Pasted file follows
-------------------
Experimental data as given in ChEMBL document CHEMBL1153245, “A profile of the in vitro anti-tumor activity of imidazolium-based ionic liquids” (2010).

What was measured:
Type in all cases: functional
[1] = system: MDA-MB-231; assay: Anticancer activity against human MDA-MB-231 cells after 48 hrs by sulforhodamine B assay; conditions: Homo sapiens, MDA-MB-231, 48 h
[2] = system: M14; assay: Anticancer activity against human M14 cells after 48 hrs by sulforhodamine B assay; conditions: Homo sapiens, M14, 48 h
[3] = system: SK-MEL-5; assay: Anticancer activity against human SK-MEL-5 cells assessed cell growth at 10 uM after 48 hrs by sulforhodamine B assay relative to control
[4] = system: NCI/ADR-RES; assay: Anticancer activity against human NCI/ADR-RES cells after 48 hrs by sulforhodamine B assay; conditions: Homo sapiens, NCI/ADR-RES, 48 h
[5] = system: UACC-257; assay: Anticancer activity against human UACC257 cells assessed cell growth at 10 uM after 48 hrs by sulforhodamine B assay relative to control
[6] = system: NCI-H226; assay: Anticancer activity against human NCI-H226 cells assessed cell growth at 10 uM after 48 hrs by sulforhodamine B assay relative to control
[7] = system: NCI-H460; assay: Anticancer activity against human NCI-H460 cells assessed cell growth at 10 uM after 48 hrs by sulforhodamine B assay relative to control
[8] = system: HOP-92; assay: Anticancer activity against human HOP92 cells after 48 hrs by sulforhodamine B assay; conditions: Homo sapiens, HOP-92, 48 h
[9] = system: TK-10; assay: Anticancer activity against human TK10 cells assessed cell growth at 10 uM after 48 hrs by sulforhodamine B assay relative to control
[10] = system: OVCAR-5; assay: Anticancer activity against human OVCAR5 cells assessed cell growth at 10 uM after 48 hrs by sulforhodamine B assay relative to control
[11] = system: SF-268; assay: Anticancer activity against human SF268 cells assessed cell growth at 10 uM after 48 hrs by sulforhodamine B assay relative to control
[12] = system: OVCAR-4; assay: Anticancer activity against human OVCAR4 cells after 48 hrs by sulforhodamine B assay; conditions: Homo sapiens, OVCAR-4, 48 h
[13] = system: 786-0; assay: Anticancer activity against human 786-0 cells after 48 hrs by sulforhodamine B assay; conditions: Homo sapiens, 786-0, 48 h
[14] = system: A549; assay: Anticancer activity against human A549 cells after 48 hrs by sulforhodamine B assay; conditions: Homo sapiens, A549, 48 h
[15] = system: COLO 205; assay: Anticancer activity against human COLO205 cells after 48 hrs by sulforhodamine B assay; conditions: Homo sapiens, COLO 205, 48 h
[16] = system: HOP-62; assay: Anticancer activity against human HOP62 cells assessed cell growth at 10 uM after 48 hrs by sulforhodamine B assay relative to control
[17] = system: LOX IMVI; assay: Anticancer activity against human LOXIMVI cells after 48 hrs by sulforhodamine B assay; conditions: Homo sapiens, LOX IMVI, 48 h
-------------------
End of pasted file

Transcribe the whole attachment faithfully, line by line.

Experimental data as given in ChEMBL document CHEMBL1153245, “A profile of the in vitro anti-tumor activity of imidazolium-based ionic liquids” (2010).

What was measured:
Type in all cases: functional
[1] = system: MDA-MB-231; assay: Anticancer activity against human MDA-MB-231 cells after 48 hrs by sulforhodamine B assay; conditions: Homo sapiens, MDA-MB-231, 48 h
[2] = system: M14; assay: Anticancer activity against human M14 cells after 48 hrs by sulforhodamine B assay; conditions: Homo sapiens, M14, 48 h
[3] = system: SK-MEL-5; assay: Anticancer activity against human SK-MEL-5 cells assessed cell growth at 10 uM after 48 hrs by sulforhodamine B assay relative to control
[4] = system: NCI/ADR-RES; assay: Anticancer activity against human NCI/ADR-RES cells after 48 hrs by sulforhodamine B assay; conditions: Homo sapiens, NCI/ADR-RES, 48 h
[5] = system: UACC-257; assay: Anticancer activity against human UACC257 cells assessed cell growth at 10 uM after 48 hrs by sulforhodamine B assay relative to control
[6] = system: NCI-H226; assay: Anticancer activity against human NCI-H226 cells assessed cell growth at 10 uM after 48 hrs by sulforhodamine B assay relative to control
[7] = system: NCI-H460; assay: Anticancer activity against human NCI-H460 cells assessed cell growth at 10 uM after 48 hrs by sulforhodamine B assay relative to control
[8] = system: HOP-92; assay: Anticancer activity against human HOP92 cells after 48 hrs by sulforhodamine B assay; conditions: Homo sapiens, HOP-92, 48 h
[9] = system: TK-10; assay: Anticancer activity against human TK10 cells assessed cell growth at 10 uM after 48 hrs by sulforhodamine B assay relative to control
[10] = system: OVCAR-5; assay: Anticancer activity against human OVCAR5 cells assessed cell growth at 10 uM after 48 hrs by sulforhodamine B assay relative to control
[11] = system: SF-268; assay: Anticancer activity against human SF268 cells assessed cell growth at 10 uM after 48 hrs by sulforhodamine B assay relative to control
[12] = system: OVCAR-4; assay: Anticancer activity against human OVCAR4 cells after 48 hrs by sulforhodamine B assay; conditions: Homo sapiens, OVCAR-4, 48 h
[13] = system: 786-0; assay: Anticancer activity against human 786-0 cells after 48 hrs by sulforhodamine B assay; conditions: Homo sapiens, 786-0, 48 h
[14] = system: A549; assay: Anticancer activity against human A549 cells after 48 hrs by sulforhodamine B assay; conditions: Homo sapiens, A549, 48 h
[15] = system: COLO 205; assay: Anticancer activity against human COLO205 cells after 48 hrs by sulforhodamine B assay; conditions: Homo sapiens, COLO 205, 48 h
[16] = system: HOP-62; assay: Anticancer activity against human HOP62 cells assessed cell growth at 10 uM after 48 hrs by sulforhodamine B assay relative to control
[17] = system: LOX IMVI; assay: Anticancer activity against human LOXIMVI cells after 48 hrs by sulforhodamine B assay; conditions: Homo sapiens, LOX IMVI, 48 h